Step 3. Research-Based Programs

“Even the most competent teacher cannot be successful in teaching reading, especially to children who are at-risk or struggling with literacy, if provided with inadequate instructional contexts or inappropriate instructional materials and approaches.” (Spear-Swerling, 2019)

In its seminal meta-analysis of reading research, The National Reading Panel (NRP) found that comprehension improved with at-risk and normally developing students when the following components were included:

  • Early teaching of phonemic awareness
  • Core instruction in systematic and explicit phonics
  • Implicit and explicit instruction in vocabulary
  • Fluency practice
  • Comprehension strategy instruction

In a survey by Education Week (2019), only 22% of teachers indicated that their philosophy of teaching early reading includes systematic and explicit phonics. While many districts are working to provide teachers with professional development about the science of reading, many young students will continue to need intensive instruction in their early years.

Due to several variables, many older students have missed the opportunity to build a strong foundation for reading. For older students, research indicates that “adolescence is not too late to intervene, and older students who participate in interventions can benefit” (Scammacca, et al. 2007).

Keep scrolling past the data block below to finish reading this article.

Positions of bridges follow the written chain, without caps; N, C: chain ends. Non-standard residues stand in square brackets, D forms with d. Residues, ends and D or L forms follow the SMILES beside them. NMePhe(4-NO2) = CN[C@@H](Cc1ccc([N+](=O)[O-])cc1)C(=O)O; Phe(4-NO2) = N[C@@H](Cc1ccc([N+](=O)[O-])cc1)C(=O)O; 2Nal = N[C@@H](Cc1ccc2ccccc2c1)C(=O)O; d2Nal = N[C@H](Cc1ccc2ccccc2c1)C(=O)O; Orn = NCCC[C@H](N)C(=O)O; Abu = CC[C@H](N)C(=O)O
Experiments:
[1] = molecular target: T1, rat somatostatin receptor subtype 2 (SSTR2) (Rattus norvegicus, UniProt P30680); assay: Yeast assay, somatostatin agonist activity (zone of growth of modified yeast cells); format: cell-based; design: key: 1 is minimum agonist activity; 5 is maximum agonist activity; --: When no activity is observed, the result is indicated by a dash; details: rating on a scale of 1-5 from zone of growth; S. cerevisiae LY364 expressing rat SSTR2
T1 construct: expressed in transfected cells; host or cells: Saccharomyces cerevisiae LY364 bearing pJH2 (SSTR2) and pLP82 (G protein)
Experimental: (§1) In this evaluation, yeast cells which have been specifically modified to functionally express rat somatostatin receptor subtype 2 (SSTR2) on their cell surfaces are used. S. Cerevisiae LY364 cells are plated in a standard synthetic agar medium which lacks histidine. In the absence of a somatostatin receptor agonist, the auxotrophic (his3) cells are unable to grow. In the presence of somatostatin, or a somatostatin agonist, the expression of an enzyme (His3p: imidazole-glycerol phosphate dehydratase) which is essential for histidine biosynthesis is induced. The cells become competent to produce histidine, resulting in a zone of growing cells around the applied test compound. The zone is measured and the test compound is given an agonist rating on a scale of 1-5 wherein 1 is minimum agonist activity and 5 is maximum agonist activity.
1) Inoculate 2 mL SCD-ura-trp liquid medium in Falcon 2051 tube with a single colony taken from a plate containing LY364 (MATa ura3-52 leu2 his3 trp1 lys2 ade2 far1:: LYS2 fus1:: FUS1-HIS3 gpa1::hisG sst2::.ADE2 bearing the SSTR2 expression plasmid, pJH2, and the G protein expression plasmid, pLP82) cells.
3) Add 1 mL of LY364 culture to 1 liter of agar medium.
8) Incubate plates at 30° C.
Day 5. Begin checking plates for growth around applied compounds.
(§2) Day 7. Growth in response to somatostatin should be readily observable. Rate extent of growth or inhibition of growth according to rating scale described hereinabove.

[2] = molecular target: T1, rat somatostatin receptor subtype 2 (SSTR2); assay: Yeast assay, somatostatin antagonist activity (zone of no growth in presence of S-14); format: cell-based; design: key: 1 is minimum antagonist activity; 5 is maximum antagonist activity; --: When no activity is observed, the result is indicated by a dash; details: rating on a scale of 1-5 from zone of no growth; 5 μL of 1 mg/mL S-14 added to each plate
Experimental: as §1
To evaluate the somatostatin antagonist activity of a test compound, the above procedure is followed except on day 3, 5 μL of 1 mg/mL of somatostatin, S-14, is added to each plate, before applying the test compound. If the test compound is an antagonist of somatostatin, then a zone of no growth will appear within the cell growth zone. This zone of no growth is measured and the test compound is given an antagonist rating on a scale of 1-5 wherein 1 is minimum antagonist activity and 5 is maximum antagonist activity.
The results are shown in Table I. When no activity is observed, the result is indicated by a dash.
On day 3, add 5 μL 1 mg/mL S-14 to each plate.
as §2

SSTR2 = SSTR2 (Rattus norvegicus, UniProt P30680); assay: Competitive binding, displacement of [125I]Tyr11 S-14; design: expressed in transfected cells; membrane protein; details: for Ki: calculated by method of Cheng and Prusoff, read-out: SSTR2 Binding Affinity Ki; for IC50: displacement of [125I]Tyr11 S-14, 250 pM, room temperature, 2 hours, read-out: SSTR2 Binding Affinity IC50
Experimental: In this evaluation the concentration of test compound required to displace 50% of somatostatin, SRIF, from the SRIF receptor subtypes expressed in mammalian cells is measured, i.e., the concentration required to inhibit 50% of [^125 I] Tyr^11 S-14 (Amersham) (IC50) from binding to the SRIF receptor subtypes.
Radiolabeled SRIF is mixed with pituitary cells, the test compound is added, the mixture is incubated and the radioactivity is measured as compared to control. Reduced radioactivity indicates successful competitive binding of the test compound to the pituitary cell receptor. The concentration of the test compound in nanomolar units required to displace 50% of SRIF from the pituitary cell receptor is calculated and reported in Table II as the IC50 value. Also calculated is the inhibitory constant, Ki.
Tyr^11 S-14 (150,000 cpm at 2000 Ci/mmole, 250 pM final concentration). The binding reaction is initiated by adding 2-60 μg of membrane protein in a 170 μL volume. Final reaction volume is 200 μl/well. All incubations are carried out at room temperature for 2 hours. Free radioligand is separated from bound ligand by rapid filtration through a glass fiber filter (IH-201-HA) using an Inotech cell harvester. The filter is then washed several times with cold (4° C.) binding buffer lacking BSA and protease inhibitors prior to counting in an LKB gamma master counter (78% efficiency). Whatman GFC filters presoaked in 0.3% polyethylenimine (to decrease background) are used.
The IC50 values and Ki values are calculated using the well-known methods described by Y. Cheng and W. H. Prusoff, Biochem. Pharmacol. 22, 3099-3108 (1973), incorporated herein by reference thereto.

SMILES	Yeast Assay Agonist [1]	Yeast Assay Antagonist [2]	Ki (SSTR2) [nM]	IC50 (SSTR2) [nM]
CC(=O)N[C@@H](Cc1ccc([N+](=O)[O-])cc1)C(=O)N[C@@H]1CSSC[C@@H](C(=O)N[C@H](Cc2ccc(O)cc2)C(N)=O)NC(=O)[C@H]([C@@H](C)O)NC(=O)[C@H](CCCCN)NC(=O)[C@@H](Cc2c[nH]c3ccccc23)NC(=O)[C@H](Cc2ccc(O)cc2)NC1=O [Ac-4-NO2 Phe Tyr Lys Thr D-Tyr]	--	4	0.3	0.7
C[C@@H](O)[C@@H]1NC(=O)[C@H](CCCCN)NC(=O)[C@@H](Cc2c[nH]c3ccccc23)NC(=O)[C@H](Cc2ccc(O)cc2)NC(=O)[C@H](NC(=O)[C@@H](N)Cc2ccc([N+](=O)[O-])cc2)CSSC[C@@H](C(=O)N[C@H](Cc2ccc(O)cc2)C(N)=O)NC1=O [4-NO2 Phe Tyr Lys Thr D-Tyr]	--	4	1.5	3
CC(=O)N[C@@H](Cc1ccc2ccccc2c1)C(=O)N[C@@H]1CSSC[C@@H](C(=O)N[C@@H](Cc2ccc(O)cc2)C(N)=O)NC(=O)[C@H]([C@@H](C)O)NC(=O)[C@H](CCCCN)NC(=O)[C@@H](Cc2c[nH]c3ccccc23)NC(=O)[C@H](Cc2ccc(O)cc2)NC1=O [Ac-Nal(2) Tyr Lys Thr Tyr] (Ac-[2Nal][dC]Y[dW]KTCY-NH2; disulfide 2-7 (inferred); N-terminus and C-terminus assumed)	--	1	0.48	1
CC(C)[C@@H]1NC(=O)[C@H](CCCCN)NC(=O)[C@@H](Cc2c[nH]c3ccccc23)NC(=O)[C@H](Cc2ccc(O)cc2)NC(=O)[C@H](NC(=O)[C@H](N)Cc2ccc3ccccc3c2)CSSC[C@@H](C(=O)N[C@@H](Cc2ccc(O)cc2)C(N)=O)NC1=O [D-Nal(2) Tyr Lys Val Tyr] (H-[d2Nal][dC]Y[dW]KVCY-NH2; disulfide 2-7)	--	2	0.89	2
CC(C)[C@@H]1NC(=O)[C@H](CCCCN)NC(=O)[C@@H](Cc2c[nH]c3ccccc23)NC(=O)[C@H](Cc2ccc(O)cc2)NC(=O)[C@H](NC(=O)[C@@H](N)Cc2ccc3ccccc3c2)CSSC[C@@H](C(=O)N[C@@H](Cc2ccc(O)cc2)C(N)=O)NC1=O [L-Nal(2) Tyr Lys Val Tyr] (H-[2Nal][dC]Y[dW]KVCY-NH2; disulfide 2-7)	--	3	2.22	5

Like the NRP findings (for younger students), the Center on Instruction outlines the following evidence-based recommendations for adolescents:

  • Word study
  • Fluency practice
  • Vocabulary instruction
  • Comprehension strategies
  • Strategies to enhance motivation

It’s never too late.

Use of scientifically based programs is a prerequisite for success.

Step 4. Internal and External Progress Monitoring

Periodic norm-referenced testing ensures that the intervention is transferring to general reading. Two cautions:

  • If a student demonstrates significant improvements on external measures, the intervention is working. Continue until the skill sequence is completed.
  • If a student does not demonstrate significant improvements on external measures but is progressing on internal measures, stay the course. Generalization will occur when the student masters a sufficient base of foundational skills.

The use of internal progress monitoring ensures students are mastering the scope and sequence of essential skills provided by your intervention program. Internal progress monitoring should provide useful diagnostic information so teachers can tailor intervention as needed. In combination with external progress monitoring, outcomes are ensured.